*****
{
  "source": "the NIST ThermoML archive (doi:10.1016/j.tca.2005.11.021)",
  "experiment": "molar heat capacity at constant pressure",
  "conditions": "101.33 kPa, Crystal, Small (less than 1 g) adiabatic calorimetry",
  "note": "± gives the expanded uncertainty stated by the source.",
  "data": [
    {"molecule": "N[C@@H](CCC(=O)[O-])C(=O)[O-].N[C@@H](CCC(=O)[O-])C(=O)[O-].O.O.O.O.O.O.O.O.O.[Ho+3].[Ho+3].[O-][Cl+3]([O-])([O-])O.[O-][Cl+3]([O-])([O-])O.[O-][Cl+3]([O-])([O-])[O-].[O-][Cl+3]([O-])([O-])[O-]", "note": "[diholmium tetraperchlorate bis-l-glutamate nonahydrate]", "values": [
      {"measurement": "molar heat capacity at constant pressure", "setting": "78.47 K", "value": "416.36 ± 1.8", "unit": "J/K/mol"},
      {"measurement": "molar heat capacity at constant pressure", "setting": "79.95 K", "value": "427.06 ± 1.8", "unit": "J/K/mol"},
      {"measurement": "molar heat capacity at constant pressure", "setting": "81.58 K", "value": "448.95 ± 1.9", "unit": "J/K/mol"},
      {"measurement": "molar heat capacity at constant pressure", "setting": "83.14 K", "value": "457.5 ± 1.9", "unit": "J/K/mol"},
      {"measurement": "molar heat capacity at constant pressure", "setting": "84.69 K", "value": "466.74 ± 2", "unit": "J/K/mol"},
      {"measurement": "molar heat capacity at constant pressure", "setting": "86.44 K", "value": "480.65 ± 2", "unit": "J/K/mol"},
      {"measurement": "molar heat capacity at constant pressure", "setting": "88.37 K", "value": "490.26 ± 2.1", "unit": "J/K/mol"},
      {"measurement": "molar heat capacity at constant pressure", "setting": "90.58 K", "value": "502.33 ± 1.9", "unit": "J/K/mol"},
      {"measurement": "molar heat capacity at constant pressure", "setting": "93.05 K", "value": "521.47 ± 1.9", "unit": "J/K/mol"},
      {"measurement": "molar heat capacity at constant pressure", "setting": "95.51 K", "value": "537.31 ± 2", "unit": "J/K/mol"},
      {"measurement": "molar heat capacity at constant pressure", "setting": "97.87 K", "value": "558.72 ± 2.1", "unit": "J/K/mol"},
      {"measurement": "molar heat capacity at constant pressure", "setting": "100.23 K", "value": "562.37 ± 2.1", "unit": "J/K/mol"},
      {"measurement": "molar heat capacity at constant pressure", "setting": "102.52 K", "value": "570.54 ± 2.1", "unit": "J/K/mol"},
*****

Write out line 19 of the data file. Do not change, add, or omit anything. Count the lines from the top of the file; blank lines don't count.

      {"measurement": "molar heat capacity at constant pressure", "setting": "100.23 K", "value": "562.37 ± 2.1", "unit": "J/K/mol"},